In December of 1997, Edmonton Oilers general manager Glen Sather pulled the trigger on a big trade, acquiring defenceman Roman Hamrlik from the Tampa Bay Lightning. It’s the kind of deal that fans of the current edition of the team would surely welcome.
- Dec. 30, 1997: Oilers acquire D Roman Hamrlik and F Paul Comrie from the Lightning in exchange for F Jason Bonsignore, F Steve Kelly and D Bryan Marchment.
It had to hurt to send out the package that Sather moved. Marchment was a vicious physical defenceman playing 20 minutes per game for Edmonton—Robin Brownlee wrote about him here—and was his fourth season with the team.
The pain wasn’t confined to Marchment. Bonsignore was the No. 4 pick in the 1994 Draft and was only 21 years old; he was at basically the same point in his career that fellow No. 4 pick Griffin Reinhart is at now, meaning he was easily young enough that an NHL team could look at him and project him as a major-leaguer. Kelly was the No. 6 pick in 1995; he was the same distance from draft day at the time of the deal as 2013 No. 7 pick Darnell Nurse is right now. Reinhart and Nurse aren’t really fair points of comparison because they’re defencemen, but they have similar draft pedigree and the idea is to give an idea of the timeframe.
In combination, Sather traded away two still-young forwards with exceptional draft pedigree as well as a minute-munching physical defenceman. Both Bonsignore and Kelly had failed to develop as hoped, but both were still young enough to have value and Marchment certainly did. Moving that trio took some courage.
Sather got back Comrie, a ninth-round pick the year before and lower-end prospect; we might call him the sweetener.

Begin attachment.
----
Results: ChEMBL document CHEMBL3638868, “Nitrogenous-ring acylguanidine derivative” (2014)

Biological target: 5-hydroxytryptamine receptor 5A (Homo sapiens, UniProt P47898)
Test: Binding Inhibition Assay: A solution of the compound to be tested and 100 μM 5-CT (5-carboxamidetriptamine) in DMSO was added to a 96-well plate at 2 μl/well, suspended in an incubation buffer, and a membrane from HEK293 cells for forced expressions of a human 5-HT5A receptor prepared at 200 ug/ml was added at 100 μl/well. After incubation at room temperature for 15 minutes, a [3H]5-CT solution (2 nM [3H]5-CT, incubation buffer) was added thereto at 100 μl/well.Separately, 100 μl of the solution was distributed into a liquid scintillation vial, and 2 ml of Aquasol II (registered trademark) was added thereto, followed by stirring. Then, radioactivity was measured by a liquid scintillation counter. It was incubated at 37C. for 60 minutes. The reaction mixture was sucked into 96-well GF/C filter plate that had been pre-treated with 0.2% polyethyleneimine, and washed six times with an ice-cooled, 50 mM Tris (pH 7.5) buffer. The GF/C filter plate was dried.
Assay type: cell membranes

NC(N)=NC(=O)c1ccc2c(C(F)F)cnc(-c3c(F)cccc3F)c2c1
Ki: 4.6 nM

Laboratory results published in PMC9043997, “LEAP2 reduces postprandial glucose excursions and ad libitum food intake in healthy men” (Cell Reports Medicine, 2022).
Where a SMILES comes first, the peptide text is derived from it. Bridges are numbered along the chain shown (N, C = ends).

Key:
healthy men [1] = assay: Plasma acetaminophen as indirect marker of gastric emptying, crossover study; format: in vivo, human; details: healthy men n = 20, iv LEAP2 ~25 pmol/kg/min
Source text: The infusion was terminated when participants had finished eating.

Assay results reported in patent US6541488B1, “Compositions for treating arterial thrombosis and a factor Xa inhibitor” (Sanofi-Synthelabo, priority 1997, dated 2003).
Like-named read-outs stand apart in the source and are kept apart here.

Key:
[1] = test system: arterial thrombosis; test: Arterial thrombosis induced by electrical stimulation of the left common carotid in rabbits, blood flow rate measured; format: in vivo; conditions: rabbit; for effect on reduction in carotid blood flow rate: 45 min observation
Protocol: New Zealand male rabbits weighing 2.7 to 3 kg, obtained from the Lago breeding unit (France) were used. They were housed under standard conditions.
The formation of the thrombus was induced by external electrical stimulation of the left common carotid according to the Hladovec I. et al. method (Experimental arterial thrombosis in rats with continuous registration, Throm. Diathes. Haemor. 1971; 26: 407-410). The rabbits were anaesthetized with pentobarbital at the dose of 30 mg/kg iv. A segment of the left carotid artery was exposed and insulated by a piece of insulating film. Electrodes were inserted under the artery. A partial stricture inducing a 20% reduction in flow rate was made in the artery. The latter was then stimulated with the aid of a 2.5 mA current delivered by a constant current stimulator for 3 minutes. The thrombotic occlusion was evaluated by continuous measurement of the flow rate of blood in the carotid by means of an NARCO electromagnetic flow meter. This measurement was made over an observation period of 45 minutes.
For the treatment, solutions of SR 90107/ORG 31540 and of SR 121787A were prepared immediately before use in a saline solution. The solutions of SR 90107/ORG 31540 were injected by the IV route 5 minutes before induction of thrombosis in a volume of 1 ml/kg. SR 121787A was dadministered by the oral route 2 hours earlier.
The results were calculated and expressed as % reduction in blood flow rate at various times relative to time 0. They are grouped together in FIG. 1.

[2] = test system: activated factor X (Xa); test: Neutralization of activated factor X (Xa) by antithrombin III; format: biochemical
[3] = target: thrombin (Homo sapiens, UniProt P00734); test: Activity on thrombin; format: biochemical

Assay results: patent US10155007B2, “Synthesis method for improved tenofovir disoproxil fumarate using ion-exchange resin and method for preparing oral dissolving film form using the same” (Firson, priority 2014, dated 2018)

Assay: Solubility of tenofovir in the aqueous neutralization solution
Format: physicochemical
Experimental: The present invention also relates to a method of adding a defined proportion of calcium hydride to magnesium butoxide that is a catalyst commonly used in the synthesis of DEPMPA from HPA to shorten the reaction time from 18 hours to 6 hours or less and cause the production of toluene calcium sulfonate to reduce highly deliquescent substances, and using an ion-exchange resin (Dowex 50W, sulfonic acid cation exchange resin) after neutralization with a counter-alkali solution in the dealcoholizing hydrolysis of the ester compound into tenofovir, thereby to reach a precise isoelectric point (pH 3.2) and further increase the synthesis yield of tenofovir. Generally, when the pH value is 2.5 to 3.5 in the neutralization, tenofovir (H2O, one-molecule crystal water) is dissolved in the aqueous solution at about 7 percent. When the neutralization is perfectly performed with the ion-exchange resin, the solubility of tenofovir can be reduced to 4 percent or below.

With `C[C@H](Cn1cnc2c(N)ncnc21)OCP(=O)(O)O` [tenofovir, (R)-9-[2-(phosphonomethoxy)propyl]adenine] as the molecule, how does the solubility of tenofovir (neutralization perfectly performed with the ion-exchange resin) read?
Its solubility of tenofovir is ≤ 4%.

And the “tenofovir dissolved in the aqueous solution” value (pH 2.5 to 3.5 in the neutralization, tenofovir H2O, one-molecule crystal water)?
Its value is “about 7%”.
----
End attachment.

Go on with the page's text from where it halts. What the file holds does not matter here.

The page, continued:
He also got the best player in the deal: Hamrlik.
Hamrlik and the 1997-98 Lightning
The 1997-98 Lightning were a team with some things in common with today’s Oilers.
Hamrlik was the No. 1 pick of the 1992 Draft; in 1997-98 he had been with the Bolts for as long as Taylor Hall has been with the modern Oilers. In his entire Tampa Bay career he had played in five postseason games and the Lightning were about to shift their focus to a new No. 1 pick: Vincent Lecavalier. Despite a varied skillset, Hamrlik had also never been seriously considered for a major individual award (he finished seventh in Norris voting in 1995-96). He had a long run of ugly plus/minus numbers and was at times regarded as something of a giveaway machine.
Offered the combination of immediate help in Marchment and
youth with upside magic beans, the Lightning decided to move on.
Hamrlik immediately was thrown into the fire, jumping from just over 20 minutes per game to more than 25. After the trade of Boris Mironov the next season he became the Oilers’ No. 1 defenceman, combining physical play and offensive ability. Sather ultimately ended up stealing away a 23-year-old first-pair defenceman from the Lightning for a trio of lesser players.
Edmonton couldn’t keep Hamrlik forever; budget constraints eventually led to him being dealt to the Islanders for (among others) Eric Brewer. Brewer of course would ultimately be traded to St. Louis as the centerpiece of the return for Chris Pronger.
I can’t think of a real parallel to Hamrlik in the league today, and there certainly isn’t an exact parallel to Marchment and magic beans on the current Oilers roster. Something like Nail Yakupov, Griffin Reinhart and Justin Schultz would probably be in the range, though it’s a long way from being an exact fit.
I bring the trade up today because it’s one that could work either way. Something like the Yakupov/Reinhart/Schultz trio for a defenceman like Hamrlik would be hard to pull off today, but would improve the Oilers as a team immediately. On the other hand, the 1997-98 Lightning had some things in common with the present-day Oilers; the danger is getting the modern equivalent of Marchment and magic beans for a player like Ryan Nugent-Hopkins.